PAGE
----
All Cincinnatians have heard of Barney Kroger, the son of German immigrants who founded the national grocery chain of the same name. But has anyone ever heard of Isadore Brandstetter? Probably not. But we should. He was an important figure in the Cincinnati Wine Industry during the Catawba Craze of the 1840s through the 1860s. He was one of the many of Germanic immigrants – men and women – who were the face behind the grapes that made our internationally known Longworth Sparkling Catawba Wine. It was this wine that made poet Henry Wadsworth Longfellow dub our city the Queen City of the West. Brandstetter was an immigrant from the Kingdom of Baden Wuertemburg in today’s southwestern corner of Germany, from a wine town called Renchen. It is Germany’s wine country, and at the time, known for the world’s best wine – namely its Hock white wines that Queen Victoria had recently tramp-stamped as her faves.
Isadore worked on Nicholas Longworth’s Baldface hill Vineyards in what is now Mt Lookout and Columbia Tusculum . His plot was called the Salem plot, after an obscure hybrid grape from the grape breeder Edward Staniford Rogers of Salem, Massacheusetts, that Longworth had tested and deemed not suitable for winemaking. Not only did Isador work in the vineyards, tending the finicky Catawba grapes, he and about eight other families, many of whom also worked for Longworth started St. Stephen’s Catholic Church on Eastern Avenue. They were tired of the bumpy, hilly trek to St. Francis de Sales Church in Walnut Hills every Sunday. So, in 1869 after getting permission from Archbishop Purcell, they bought land from their employer Old Nick Longworth on Eastern Avenue at the foot of their vineyards to start a parish that from the very beginning has been a lay directed parish, very similar to those in Germany. After Longworth’s death, he was offered by the estate a very rare and good 99 year lease-to-buy deal on the plot of land and vineyard he’d improved. He had a two story frame house that he probably built – Longworth was not known for providing houses for his tenants. And he would have split the profits of the grapes he grew on the vineyard he planted there. Isadore was one of the few tenants who bought their former land from the Longworth estate.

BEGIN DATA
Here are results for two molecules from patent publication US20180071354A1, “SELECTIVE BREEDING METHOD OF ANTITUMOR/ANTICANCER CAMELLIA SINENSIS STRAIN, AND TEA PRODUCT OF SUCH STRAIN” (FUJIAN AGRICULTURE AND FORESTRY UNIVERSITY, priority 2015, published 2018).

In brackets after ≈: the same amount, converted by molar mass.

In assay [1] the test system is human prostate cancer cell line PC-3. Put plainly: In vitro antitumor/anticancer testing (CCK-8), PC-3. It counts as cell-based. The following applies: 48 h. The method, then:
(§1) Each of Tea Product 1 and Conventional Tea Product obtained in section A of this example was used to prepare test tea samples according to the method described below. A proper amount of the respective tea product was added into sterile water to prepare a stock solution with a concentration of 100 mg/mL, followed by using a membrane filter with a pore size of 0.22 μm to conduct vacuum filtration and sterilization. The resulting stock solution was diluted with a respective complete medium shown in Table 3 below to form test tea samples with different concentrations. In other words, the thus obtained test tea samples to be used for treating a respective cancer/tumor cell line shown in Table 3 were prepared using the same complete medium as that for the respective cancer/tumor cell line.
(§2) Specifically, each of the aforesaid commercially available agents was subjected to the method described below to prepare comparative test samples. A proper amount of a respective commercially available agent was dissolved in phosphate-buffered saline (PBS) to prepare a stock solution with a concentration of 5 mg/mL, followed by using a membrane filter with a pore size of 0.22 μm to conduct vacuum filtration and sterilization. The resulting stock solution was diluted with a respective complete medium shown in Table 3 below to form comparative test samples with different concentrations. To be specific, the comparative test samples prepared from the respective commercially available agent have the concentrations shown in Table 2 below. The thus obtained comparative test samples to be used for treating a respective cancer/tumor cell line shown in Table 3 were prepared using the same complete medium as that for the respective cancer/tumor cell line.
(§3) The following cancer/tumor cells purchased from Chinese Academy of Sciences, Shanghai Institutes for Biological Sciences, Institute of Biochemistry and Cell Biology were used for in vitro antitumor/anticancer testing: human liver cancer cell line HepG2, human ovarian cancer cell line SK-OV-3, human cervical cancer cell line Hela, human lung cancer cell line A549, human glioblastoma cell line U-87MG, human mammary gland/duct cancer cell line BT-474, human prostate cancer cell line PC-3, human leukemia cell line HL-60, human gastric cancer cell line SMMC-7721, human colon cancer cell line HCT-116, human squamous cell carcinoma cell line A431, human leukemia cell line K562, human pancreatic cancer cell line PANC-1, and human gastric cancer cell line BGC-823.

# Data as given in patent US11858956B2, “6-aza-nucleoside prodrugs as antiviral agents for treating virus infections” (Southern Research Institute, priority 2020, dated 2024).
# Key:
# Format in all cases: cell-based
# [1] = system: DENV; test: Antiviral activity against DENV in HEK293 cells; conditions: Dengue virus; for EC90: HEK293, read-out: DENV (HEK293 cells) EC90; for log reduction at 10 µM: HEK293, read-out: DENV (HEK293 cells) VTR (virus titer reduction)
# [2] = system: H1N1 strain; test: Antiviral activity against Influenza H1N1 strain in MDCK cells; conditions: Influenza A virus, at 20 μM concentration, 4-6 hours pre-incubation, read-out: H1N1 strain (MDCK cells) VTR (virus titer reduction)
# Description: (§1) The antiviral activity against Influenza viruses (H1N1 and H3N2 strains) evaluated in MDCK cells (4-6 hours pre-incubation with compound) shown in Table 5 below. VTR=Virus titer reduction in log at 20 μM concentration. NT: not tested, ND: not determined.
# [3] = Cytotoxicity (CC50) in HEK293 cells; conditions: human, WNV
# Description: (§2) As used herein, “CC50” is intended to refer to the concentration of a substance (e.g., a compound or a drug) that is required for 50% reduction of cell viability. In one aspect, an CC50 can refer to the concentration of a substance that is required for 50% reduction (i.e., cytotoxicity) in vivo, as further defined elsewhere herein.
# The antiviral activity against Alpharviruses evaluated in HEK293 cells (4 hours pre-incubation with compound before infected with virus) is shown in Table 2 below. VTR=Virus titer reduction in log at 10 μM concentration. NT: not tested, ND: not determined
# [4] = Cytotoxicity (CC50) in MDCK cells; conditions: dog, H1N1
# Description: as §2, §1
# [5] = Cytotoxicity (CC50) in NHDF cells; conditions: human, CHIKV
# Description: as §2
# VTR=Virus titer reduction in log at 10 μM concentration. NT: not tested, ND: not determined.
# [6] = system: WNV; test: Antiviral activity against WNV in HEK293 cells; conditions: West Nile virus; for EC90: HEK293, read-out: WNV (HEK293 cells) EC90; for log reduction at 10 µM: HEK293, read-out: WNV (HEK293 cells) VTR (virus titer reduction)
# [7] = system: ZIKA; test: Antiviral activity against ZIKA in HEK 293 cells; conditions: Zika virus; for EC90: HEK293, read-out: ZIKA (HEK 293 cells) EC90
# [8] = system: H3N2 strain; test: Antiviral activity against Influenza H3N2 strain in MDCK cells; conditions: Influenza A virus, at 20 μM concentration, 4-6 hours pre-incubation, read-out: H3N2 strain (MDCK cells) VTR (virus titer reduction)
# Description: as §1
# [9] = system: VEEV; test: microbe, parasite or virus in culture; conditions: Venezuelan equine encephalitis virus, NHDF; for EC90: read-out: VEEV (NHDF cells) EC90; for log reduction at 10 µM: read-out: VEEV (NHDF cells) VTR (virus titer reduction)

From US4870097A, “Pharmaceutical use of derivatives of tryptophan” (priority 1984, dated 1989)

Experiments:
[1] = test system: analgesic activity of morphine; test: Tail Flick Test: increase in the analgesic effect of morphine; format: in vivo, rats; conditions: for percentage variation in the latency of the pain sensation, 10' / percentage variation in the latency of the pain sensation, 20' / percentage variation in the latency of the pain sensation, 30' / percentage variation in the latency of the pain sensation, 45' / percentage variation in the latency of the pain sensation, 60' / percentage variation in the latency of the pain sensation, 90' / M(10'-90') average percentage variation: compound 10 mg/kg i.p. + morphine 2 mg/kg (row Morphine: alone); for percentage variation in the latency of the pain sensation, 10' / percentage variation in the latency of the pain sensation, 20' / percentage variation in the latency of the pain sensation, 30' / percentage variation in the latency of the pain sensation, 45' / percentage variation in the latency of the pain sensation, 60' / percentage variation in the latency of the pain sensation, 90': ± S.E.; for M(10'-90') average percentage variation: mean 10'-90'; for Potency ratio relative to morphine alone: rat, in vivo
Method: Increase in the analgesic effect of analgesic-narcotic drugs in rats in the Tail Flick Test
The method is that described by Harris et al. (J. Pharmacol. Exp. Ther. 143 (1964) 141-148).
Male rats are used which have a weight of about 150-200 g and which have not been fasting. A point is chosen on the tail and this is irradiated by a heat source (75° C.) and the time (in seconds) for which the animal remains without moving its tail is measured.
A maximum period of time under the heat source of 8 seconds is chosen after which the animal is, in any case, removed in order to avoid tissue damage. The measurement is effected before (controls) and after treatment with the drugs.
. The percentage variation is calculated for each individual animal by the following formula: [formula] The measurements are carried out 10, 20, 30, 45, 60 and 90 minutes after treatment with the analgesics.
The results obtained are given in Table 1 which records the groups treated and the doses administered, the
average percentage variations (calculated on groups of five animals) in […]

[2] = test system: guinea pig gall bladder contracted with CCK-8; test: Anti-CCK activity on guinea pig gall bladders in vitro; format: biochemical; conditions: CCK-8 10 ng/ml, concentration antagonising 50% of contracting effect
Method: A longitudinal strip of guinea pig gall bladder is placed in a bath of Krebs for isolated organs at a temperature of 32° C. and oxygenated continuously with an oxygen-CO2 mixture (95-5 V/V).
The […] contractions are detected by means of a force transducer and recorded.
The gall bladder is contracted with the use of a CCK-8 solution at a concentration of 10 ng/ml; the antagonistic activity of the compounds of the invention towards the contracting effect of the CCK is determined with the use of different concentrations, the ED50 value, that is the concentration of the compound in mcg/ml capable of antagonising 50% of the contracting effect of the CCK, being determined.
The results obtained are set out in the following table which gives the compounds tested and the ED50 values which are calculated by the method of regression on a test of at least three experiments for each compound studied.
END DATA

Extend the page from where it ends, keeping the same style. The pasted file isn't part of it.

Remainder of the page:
In 1917 Kroger Avenue, the street that runs from Delta Avenue up the hill to Tweed in Mt Lookout was still named Beechmont, until today’s Beechmont Levy was constructed and named. Originally that street was to be named Brandstetter Avenue, after the Brandstetter’s who’d owned the farm now for nearly half a century. But when Henry Kroger, Barney’s son bought the land next to the Brandstetter farm on todays Earl’s Court Way, he was more widely known to the City Hall street namers, and he got the naming rights for the hilly street. And then the family of Isadore Brandstetter sank into historical obscurity.
Isadore’s original frame home was torn down and a new four square built by his son, Joseph, who took over the farm before his father’s death, and operated a construction and wood ash business. Isadore moved to get away from the large gaggle of children his son had, and moved in with another son, John, who lived on Delta Avenue above his grocery next door to the Lincoln School.
In 1920, Joseph Brandstetter sold the former vineyard property, but not his house. He had M. R. Witschger – House Movers – moved it a hilly mile away onto 555 Stanley Avenue, also on the site of another plot on the former Longworth Vineyards, where it stands today. Witschger’s offices were on MIssouri Avenue, the site of the former Missouri plot in the Baldface Hill vineyards, named after another grape Longworth tested. Apparently house moving was a common thing back then and Witschger was one of the local go-tos. They also moved the large three story rectory next to St. Stephen’s off site as well. It would have been a sight to see a three story house rolled along the streets and set on its new foundation.
Isadore is buried at the Calvary Catholic Cemetery on Duck Creek Road in Evanston with other Longworth vineyardists.